- Project plans
- Project activities
- Legislation and standards
- Industry context
- Specialist wikis
Last edited 25 Feb 2021
Rolling wave programming
Programmes describe the sequence in which tasks must be carried out so that a project (or part of a project) can be completed on time. They offer a view of how the project will be divided into activities, the duration of those activities, and logic links to preceding and succeeding activities.
Rolling wave programming (or rolling wave planning) is a method of programme development in which the details of the programme are progressively elaborated as the project proceeds. This is based on the assumption that it will be possible to develop the plan for specific activities in more detail closer to the time that they are actually executed.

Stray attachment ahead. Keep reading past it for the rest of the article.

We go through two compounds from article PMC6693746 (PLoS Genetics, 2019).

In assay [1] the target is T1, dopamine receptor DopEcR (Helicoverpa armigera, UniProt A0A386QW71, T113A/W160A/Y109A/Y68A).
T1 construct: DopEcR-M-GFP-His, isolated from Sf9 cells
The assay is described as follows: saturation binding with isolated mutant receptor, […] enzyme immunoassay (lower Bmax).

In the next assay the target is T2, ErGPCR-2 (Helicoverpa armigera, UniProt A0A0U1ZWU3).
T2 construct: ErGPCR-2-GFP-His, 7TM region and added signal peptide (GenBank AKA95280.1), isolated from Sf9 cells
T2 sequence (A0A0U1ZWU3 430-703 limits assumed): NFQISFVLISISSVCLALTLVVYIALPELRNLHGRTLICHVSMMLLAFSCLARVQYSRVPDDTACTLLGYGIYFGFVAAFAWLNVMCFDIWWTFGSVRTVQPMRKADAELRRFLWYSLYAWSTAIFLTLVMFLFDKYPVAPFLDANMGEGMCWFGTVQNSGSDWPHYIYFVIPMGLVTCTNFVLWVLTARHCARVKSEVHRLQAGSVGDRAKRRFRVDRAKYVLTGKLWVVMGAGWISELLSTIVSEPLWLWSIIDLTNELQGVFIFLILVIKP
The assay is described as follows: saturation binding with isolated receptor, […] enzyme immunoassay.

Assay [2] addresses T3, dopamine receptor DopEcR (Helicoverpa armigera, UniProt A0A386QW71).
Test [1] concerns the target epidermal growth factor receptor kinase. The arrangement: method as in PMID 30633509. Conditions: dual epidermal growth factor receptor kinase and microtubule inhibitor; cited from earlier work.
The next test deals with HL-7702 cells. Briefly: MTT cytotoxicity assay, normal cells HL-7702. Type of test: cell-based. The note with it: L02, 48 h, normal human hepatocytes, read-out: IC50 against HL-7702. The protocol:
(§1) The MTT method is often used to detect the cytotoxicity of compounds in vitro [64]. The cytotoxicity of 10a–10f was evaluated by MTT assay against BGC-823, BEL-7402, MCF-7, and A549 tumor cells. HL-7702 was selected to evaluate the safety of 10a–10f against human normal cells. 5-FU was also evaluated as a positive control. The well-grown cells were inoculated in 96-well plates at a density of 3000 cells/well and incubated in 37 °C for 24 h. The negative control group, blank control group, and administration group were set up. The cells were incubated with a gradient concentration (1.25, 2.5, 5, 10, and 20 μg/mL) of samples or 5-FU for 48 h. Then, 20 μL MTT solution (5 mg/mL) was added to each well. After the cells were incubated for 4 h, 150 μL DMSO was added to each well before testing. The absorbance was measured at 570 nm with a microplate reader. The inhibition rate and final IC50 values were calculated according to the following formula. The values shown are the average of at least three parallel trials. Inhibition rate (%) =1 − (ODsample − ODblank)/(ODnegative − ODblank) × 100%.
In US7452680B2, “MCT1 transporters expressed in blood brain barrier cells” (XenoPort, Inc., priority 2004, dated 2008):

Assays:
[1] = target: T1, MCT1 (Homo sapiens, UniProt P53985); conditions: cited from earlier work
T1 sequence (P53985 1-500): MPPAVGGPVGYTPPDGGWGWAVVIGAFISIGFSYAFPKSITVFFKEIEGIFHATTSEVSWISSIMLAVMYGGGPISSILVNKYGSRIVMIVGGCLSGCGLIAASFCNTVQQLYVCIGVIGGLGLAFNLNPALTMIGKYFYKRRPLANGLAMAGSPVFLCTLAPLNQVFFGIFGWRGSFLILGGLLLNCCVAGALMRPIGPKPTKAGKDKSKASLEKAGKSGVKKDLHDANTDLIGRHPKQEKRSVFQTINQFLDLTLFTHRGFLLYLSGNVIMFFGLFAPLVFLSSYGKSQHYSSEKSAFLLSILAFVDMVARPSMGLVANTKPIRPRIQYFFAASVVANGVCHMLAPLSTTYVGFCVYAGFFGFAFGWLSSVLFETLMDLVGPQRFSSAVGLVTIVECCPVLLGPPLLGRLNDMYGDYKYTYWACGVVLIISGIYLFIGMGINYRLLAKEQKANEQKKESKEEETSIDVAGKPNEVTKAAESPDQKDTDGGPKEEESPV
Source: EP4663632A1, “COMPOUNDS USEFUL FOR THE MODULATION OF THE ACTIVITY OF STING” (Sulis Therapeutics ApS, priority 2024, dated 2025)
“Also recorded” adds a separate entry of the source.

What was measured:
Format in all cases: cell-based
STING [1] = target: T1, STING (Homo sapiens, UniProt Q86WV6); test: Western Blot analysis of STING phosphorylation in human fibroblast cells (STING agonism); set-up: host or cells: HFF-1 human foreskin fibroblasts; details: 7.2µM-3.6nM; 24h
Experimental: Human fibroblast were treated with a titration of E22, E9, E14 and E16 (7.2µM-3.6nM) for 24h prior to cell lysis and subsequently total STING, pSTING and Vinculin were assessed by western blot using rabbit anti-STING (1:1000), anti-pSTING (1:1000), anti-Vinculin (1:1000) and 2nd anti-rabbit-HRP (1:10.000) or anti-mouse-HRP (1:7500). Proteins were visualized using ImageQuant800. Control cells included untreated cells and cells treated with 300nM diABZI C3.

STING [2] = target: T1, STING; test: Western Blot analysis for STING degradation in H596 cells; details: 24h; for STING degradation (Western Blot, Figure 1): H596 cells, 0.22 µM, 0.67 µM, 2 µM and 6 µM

NB Earned Value Management Handbook, Published by the Association for Project Management in March 2013 suggests that planning packages (PPs): ‘…represent work that cannot yet be planned as work packages because of a lack of detailed information. They must be converted into work packages before they can commence.’
It proposes that: ‘The requirement for a periodic conversion, from planning package to work package, is the result of setting up the project using rolling wave planning, whereby only the current phase of a project is planned in detail and future phases are planned in outline. The conversion process is a fundamental aspect of project control using EVM (earned value management) and results in a more controlled project baseline.’
 Related articles on Designing Buildings Wiki
Featured articles and news
Activities summarised by the Construction Industry Council.
How Islamic architecture shaped Europe. Book review.
The campaign to preserve a rare blacksmith bridge.
Transitional options for the next generation of heating technologies.
Additional support being offered to job seekers with autism.
BSRIA adds to its series of illustrated guides.
ECA calls for energy levy reform.
ICE considers creation of new professional designation.
Principles of conservation for bronze objects. Book review.